Imagining Worlds: Is It Science?
An entry on Space.com is almost pure speculation with no observation. Does it belong on a science news site?
Reporter Clara Moskowitz gave Viorel Badescu [Polytechnic University of Bucharest, Romania] free rein to imagine life on free-floating planets (FFPs) – bodies wandering free in space after being abandoned, like wayward children, from their parent stars. “The search for alien life usually focuses on planets around other stars,” she began. “But a lesser-known possibility is that life has sprung up on planets that somehow were ejected from their original solar systems and became free-floating in the universe, as well as on small bodies called sub-brown dwarfs [SBDs], which are stars so small and dim they are not really stars at all, but function more like planets.”
First of all, do such bodies exist? Badescu admitted they are “extremely hard to detect.” Moreover, “Present day technology does not allow a systematic search for habitable FFPs and SBDs,” but that did not stop him from imagining that “Sub-brown dwarfs weighing between 1 and 13 Jupiter masses may be about as common as stars, Badescu said.” So far, we have imaginary planets; now, we need to imagine life on them. What are the conditions for life, and can we imagine them existing on these imaginary habitable planets?
- Heat: Without a star to warm them, FFPs would presumably be hopelessly frozen to death. No problem; thanks to internal radioactive decay, “One may expect a rather stable heat release for long periods of time, exceeding two or three times the present age of the solar system,” Badescu surmised, not having observed even one present age of the solar system.
- Atmosphere: The imaginary planets also have imaginary atmospheres. “Though meager, this heat could be trapped on the object by an optically thick atmosphere.”
- Solvent: Needless to say, FFPs would probably not be warm with lush oceanic baths of water for microbes. But even though all life we know about relies on water, one can imagine any other liquid doing the job: “In particular, Badescu found that ethane – a compound of carbon and hydrogen – could function well as a solvent for alien life.”
One of the two instances of observation in the article is found in this sentence: “Synthesis of observational data makes it possible to conceive chemical reactions that might support life involving non-carbon compounds, occurring in solvents other than water, Badescu wrote in his paper.” The observations were not about actually making chemical reactions work that might support life – but only data that “makes it possible to conceive” of reactions that “might” do so.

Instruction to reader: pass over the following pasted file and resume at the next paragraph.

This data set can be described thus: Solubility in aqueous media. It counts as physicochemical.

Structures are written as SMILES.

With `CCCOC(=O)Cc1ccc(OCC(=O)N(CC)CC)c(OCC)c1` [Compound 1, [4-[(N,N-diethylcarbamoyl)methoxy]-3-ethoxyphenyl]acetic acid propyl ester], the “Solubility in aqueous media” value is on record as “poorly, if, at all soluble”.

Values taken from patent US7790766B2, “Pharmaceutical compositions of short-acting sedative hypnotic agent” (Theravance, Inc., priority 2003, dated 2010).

Speaking of ethane, no life has been observed on the only world we know about that has some liquid ethane – Titan. And no origin-of-life researcher has ever come up with a theory of how ethane would work in alien life-forms. Despite those difficulties, “Badescu said that some sub-brown dwarfs might have lakes or oceans of liquid ethane that could prove quite homey to alien microbes.”
- Polar solvent: Problem: ethane is not a polar molecule, like water. It’s the “polar properties of water [that] enable certain kinds of molecules to dissolve easily in water, while others remain stable.” That would not be the case with ethane. “However, the challenge is not insurmountable,” according to Badescu’s fertile imagination: “– a completely different type of molecule could be used to code life’s blueprint on a FFP or SBD.” He did not offer any candidate molecules.
- Genetic code: So what would convey the genetic information required by alien cells swimming in ethane on imaginary worlds? After all, “small changes in molecular structure may create large changes in molecular behavior” with a non-polar molecule, and “That is not acceptable in an encoding biopolymer that must support Darwinian evolution, in which case, the molecule’s physical properties must remain relatively constant when the informational content changes.” Again, though, his way out was simply to assert that “the challenge is not insurmountable”.
After surmounting all these difficulties with leaps of imagination, Badescu gave his grand finale: “it might be conceivable that FFPs and SBDs are the most common sites of life in the universe.” Well, then, we should search for them: “the existing observation programs” [there’s the other instance of the word observation] “of young star forming regions should be supplemented with activities related to FFP and SBD identification and characterization.” It might be worthwhile; we might just find imaginary life some imaginary day. But even before that, since it might be conceivable that imaginary life is common on imaginary worlds, we would first have to find out if it is even possible to conceive of such things; it might be, or it might not be.
The article was decorated with imaginary images of imaginary landscapes. Speaking of imaginary landscapes, that was the title of musical compositions by John Cage that experimented with “chance music” as a kind of divination – i.e., “imitating nature in its manner of operation” (Wikipedia). In Imaginary Landscape No. 4, 12 operators twiddled the knobs of 12 radios at random. One never knows; it might produce imaginary music. To be more like Badescu’s speculation, though, one must imagine the radios and the operators, too.
Reread the 01/17/2007 commentary.
Exercise: Write a fairy tale with this much imagination and see if you can get Space.com or one of the other secular science news sites to publish it without any criticism whatsoever. If Badescu can do it, it would be discriminatory not to let you do it. Be sure to portray it as a scientific quest.
Extra credit: make a case for funding your search for your imaginary whatever. Be careful not to specify a timeline, dollar limit, or any criteria for success.